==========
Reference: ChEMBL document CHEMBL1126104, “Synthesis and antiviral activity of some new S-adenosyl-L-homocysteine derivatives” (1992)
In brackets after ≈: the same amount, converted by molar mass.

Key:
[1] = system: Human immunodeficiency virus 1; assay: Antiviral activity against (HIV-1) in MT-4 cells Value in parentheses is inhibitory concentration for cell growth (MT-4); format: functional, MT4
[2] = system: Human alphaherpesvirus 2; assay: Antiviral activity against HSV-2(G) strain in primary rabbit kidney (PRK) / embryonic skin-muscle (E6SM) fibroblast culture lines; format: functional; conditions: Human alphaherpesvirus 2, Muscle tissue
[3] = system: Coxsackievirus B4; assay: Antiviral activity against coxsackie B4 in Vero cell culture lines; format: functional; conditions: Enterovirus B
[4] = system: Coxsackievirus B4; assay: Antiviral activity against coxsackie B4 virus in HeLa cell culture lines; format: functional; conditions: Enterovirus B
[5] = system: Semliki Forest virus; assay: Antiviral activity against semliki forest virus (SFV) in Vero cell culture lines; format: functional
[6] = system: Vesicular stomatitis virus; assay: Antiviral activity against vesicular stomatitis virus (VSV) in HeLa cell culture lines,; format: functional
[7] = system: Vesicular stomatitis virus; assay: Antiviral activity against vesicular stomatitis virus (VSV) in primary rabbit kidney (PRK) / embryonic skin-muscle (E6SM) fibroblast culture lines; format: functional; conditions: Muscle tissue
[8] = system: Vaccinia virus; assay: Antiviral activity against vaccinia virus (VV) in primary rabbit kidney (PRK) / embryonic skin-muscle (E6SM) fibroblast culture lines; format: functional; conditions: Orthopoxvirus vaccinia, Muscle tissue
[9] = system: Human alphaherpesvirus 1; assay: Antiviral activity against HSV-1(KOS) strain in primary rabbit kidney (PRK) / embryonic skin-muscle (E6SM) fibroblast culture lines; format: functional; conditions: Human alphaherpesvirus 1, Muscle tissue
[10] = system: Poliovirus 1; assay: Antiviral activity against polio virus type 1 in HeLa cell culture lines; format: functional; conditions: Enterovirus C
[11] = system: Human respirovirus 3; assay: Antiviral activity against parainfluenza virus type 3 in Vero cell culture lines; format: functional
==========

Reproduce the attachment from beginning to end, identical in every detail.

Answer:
Reference: ChEMBL document CHEMBL1126104, “Synthesis and antiviral activity of some new S-adenosyl-L-homocysteine derivatives” (1992)
In brackets after ≈: the same amount, converted by molar mass.

Key:
[1] = system: Human immunodeficiency virus 1; assay: Antiviral activity against (HIV-1) in MT-4 cells Value in parentheses is inhibitory concentration for cell growth (MT-4); format: functional, MT4
[2] = system: Human alphaherpesvirus 2; assay: Antiviral activity against HSV-2(G) strain in primary rabbit kidney (PRK) / embryonic skin-muscle (E6SM) fibroblast culture lines; format: functional; conditions: Human alphaherpesvirus 2, Muscle tissue
[3] = system: Coxsackievirus B4; assay: Antiviral activity against coxsackie B4 in Vero cell culture lines; format: functional; conditions: Enterovirus B
[4] = system: Coxsackievirus B4; assay: Antiviral activity against coxsackie B4 virus in HeLa cell culture lines; format: functional; conditions: Enterovirus B
[5] = system: Semliki Forest virus; assay: Antiviral activity against semliki forest virus (SFV) in Vero cell culture lines; format: functional
[6] = system: Vesicular stomatitis virus; assay: Antiviral activity against vesicular stomatitis virus (VSV) in HeLa cell culture lines,; format: functional
[7] = system: Vesicular stomatitis virus; assay: Antiviral activity against vesicular stomatitis virus (VSV) in primary rabbit kidney (PRK) / embryonic skin-muscle (E6SM) fibroblast culture lines; format: functional; conditions: Muscle tissue
[8] = system: Vaccinia virus; assay: Antiviral activity against vaccinia virus (VV) in primary rabbit kidney (PRK) / embryonic skin-muscle (E6SM) fibroblast culture lines; format: functional; conditions: Orthopoxvirus vaccinia, Muscle tissue
[9] = system: Human alphaherpesvirus 1; assay: Antiviral activity against HSV-1(KOS) strain in primary rabbit kidney (PRK) / embryonic skin-muscle (E6SM) fibroblast culture lines; format: functional; conditions: Human alphaherpesvirus 1, Muscle tissue
[10] = system: Poliovirus 1; assay: Antiviral activity against polio virus type 1 in HeLa cell culture lines; format: functional; conditions: Enterovirus C
[11] = system: Human respirovirus 3; assay: Antiviral activity against parainfluenza virus type 3 in Vero cell culture lines; format: functional